Temperature dependent mechanical property of PZT film: an investigation by nanoindentation.

Li Y, Feng S, Wu W, Li F - PLoS ONE (2015)

True modulus of the PZT film composite vs. maximum indentation depth curves at different temperature (a), and hardness vs. contact depth curves of the PZT film composite at different temperature.The black dots represent the experimental results (b). The red lines in Fig. 7A and Fig. 7B represent the fitting results by equation 6 and equation 9, respectively.
© Copyright Policy
Related In: Results  -  Collection

License
Show All Figures
getmorefigures.php?uid=PMC4358891&req=5

pone.0116478.g007: True modulus of the PZT film composite vs. maximum indentation depth curves at different temperature (a), and hardness vs. contact depth curves of the PZT film composite at different temperature.The black dots represent the experimental results (b). The red lines in Fig. 7A and Fig. 7B represent the fitting results by equation 6 and equation 9, respectively.
Mentions: Then by fitting equation 6 with the experimental results, the true modulus of the PZT film and the substrate can be assessed. It should be noted that when the maximum indentation depth is less one third of the radius modulus of the indenter tip, the measured modulus and hardness is typically not valid [13]. Therefore, only the data with the maximum indentation depth larger than 40nm was used during fitting. Fig. 7A shows the fitting results.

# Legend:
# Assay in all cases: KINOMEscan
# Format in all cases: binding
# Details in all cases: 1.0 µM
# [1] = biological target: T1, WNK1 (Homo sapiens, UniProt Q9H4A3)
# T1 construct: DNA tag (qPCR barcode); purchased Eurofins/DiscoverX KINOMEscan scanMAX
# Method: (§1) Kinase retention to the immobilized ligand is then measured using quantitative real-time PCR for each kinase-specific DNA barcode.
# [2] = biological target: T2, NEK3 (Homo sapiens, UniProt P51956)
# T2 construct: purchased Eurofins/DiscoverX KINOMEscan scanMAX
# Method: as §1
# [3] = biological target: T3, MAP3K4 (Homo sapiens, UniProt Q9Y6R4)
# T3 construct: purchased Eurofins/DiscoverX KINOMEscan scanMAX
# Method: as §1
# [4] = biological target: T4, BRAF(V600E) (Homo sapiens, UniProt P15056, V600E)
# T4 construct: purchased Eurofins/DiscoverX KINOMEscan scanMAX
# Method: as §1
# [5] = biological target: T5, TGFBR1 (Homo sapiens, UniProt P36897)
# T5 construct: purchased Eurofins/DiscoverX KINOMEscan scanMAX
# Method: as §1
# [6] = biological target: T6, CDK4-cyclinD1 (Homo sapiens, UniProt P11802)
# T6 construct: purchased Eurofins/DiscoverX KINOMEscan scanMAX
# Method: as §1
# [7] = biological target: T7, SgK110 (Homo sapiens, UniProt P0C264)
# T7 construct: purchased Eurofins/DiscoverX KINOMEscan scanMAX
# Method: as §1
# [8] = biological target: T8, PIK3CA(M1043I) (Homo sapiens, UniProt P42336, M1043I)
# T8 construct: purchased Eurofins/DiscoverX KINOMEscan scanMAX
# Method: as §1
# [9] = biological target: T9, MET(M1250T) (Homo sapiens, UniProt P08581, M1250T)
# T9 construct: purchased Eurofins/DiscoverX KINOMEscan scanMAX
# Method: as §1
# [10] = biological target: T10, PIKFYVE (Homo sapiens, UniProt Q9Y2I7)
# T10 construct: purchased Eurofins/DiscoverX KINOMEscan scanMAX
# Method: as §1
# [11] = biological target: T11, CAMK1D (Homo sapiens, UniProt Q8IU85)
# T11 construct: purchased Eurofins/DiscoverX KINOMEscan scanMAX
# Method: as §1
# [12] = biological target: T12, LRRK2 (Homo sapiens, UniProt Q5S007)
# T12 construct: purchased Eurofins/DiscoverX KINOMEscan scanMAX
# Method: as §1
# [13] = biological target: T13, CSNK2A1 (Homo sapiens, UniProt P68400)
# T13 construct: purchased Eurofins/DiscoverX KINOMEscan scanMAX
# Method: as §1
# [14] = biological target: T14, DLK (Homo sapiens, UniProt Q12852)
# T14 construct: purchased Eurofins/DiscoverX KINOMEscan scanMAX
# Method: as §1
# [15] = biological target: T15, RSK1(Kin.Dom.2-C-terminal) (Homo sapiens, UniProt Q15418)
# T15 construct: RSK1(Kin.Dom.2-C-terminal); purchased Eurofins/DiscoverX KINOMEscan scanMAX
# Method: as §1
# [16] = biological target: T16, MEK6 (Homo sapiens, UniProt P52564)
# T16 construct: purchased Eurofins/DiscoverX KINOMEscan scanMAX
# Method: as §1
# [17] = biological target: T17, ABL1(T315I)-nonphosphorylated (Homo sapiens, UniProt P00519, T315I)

Bottom Line: Its reduce modulus and hardness were calculated by the typical Oliver-Pharr method.Results show that the indentation depth and modulus increase, but the hardness decreases at elevated temperature.The increasing of true modulus is attributed to the reducing of recoverable indentation depth induced by back-switched domains.

View Article: PubMed Central - PubMed

Affiliation: Department of Engineering mechanics, School of Civil Engineering, Wuhan University, Wuhan, China; State Key Laboratory of Water Resources and Hydropower Engineering Science, Wuhan University, Wuhan, China.

ABSTRACT
Load-depth curves of an unpoled Lead Zirconate Titanate (PZT) film composite as a function of temperature were measured by nanoindentation technique. Its reduce modulus and hardness were calculated by the typical Oliver-Pharr method. Then the true modulus and hardness of the PZT film were assessed by decoupling the influence of substrate using methods proposed by Zhou et al. and Korsunsky et al., respectively. Results show that the indentation depth and modulus increase, but the hardness decreases at elevated temperature. The increasing of indentation depth and the decreasing of hardness are thought to be caused by the decreasing of the critical stress needed to excite dislocation initiation at high temperature. The increasing of true modulus is attributed to the reducing of recoverable indentation depth induced by back-switched domains. The influence of residual stress on the indentation behavior of PZT film composite was also investigated by measuring its load-depth curves with pre-load strains.

No MeSH data available.


Related in: MedlinePlus